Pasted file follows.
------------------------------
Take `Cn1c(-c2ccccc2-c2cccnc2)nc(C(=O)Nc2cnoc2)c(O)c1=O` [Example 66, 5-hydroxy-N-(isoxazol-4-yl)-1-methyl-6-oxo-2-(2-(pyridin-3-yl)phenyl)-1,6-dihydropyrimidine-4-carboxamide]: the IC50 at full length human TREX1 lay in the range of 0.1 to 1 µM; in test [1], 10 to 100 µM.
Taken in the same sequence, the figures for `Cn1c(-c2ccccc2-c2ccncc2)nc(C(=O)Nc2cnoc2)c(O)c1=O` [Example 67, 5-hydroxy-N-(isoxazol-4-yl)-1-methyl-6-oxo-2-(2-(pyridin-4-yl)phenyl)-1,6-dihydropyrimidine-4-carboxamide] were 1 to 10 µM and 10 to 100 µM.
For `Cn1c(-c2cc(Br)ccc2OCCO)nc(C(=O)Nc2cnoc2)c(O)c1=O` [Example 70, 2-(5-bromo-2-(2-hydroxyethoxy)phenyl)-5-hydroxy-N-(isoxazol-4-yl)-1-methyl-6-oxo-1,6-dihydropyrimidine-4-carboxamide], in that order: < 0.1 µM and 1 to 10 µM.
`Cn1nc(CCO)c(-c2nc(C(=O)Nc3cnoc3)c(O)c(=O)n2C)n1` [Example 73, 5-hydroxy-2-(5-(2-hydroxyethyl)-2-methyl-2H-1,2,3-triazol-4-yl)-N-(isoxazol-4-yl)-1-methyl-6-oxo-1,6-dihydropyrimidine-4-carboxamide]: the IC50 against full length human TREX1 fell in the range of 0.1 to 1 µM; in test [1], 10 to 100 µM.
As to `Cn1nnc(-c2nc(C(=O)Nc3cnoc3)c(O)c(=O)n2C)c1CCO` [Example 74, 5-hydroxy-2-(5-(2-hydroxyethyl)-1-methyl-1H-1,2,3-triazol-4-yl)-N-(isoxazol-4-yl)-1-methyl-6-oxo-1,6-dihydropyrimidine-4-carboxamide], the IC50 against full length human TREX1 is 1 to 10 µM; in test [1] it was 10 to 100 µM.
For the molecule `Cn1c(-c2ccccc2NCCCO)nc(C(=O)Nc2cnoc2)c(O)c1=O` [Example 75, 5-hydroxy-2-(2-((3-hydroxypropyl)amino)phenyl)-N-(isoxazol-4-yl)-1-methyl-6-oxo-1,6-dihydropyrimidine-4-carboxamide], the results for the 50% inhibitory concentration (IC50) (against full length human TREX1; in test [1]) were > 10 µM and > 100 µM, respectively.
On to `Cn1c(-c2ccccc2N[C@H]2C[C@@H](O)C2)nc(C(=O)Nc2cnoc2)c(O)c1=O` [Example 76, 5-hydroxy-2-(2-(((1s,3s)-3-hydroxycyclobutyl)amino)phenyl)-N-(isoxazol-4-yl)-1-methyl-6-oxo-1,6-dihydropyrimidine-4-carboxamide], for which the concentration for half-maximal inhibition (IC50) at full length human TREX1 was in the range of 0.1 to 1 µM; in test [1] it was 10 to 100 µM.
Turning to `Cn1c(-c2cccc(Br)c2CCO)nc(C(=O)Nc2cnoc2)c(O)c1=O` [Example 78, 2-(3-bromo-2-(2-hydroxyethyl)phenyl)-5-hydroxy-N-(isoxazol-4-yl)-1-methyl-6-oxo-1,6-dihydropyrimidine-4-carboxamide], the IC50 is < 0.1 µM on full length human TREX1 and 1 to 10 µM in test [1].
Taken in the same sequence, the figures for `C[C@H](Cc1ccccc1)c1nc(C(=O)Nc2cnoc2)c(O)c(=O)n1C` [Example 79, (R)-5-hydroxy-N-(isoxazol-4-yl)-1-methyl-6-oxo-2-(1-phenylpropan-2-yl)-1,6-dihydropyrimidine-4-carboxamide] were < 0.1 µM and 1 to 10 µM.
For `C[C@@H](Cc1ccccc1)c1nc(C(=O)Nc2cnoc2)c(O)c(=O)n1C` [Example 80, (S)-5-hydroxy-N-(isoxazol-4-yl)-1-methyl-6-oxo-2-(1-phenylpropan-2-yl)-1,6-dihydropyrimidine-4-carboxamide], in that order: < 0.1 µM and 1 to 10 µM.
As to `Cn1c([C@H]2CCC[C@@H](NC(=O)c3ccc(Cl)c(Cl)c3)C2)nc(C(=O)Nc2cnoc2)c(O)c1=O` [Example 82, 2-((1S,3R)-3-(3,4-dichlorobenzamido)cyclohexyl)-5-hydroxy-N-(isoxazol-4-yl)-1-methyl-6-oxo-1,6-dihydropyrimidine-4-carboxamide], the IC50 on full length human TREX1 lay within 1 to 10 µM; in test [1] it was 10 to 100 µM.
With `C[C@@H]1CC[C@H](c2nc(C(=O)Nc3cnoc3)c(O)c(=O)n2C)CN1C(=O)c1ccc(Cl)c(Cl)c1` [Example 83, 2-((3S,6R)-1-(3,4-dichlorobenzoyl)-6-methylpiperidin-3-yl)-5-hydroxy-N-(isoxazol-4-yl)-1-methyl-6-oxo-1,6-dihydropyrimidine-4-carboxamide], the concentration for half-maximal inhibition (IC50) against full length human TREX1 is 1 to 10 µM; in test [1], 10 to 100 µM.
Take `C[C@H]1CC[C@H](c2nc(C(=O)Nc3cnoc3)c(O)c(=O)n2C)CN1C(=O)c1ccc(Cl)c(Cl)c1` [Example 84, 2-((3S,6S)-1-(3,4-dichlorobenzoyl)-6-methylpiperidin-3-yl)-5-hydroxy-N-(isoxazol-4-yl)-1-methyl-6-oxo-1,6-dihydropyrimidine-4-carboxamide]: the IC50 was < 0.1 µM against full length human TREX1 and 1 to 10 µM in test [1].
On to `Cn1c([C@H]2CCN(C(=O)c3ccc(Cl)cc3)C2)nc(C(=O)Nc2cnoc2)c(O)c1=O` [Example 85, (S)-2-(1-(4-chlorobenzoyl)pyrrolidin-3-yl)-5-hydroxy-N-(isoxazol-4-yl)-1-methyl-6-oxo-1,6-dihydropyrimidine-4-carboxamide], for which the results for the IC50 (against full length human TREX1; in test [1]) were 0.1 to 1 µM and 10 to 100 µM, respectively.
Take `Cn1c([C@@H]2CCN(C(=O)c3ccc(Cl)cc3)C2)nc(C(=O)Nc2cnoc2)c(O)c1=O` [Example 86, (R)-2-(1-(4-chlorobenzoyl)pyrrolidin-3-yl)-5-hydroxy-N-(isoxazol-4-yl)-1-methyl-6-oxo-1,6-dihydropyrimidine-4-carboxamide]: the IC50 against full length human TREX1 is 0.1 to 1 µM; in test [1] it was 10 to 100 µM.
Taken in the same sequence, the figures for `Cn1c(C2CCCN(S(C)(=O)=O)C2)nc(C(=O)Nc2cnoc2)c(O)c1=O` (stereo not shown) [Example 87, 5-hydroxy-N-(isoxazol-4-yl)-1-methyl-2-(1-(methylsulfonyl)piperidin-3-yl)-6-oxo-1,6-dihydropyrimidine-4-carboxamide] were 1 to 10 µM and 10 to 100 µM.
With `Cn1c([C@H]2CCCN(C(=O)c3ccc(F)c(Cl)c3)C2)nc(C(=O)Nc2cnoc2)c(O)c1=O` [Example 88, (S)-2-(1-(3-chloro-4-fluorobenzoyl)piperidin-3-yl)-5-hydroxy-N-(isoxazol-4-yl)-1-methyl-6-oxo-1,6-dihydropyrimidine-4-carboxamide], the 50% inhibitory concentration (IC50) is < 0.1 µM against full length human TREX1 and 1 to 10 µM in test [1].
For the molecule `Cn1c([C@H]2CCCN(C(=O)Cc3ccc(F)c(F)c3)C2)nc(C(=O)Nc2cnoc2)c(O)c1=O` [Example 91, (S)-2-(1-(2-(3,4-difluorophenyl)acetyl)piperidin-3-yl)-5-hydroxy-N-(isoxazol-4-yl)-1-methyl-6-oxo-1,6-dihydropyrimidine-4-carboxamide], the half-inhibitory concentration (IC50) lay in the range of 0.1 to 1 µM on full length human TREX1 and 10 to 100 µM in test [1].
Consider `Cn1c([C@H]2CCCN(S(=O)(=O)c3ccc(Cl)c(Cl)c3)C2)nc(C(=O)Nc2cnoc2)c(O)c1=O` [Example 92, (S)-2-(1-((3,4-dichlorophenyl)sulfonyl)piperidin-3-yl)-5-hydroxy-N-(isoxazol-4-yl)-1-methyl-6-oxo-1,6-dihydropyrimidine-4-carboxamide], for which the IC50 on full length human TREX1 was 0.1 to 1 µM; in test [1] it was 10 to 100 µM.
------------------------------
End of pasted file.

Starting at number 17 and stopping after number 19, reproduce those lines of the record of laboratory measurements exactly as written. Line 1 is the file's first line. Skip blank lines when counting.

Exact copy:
With `Cn1c([C@H]2CCCN(C(=O)c3ccc(F)c(Cl)c3)C2)nc(C(=O)Nc2cnoc2)c(O)c1=O` [Example 88, (S)-2-(1-(3-chloro-4-fluorobenzoyl)piperidin-3-yl)-5-hydroxy-N-(isoxazol-4-yl)-1-methyl-6-oxo-1,6-dihydropyrimidine-4-carboxamide], the 50% inhibitory concentration (IC50) is < 0.1 µM against full length human TREX1 and 1 to 10 µM in test [1].
For the molecule `Cn1c([C@H]2CCCN(C(=O)Cc3ccc(F)c(F)c3)C2)nc(C(=O)Nc2cnoc2)c(O)c1=O` [Example 91, (S)-2-(1-(2-(3,4-difluorophenyl)acetyl)piperidin-3-yl)-5-hydroxy-N-(isoxazol-4-yl)-1-methyl-6-oxo-1,6-dihydropyrimidine-4-carboxamide], the half-inhibitory concentration (IC50) lay in the range of 0.1 to 1 µM on full length human TREX1 and 10 to 100 µM in test [1].
Consider `Cn1c([C@H]2CCCN(S(=O)(=O)c3ccc(Cl)c(Cl)c3)C2)nc(C(=O)Nc2cnoc2)c(O)c1=O` [Example 92, (S)-2-(1-((3,4-dichlorophenyl)sulfonyl)piperidin-3-yl)-5-hydroxy-N-(isoxazol-4-yl)-1-methyl-6-oxo-1,6-dihydropyrimidine-4-carboxamide], for which the IC50 on full length human TREX1 was 0.1 to 1 µM; in test [1] it was 10 to 100 µM.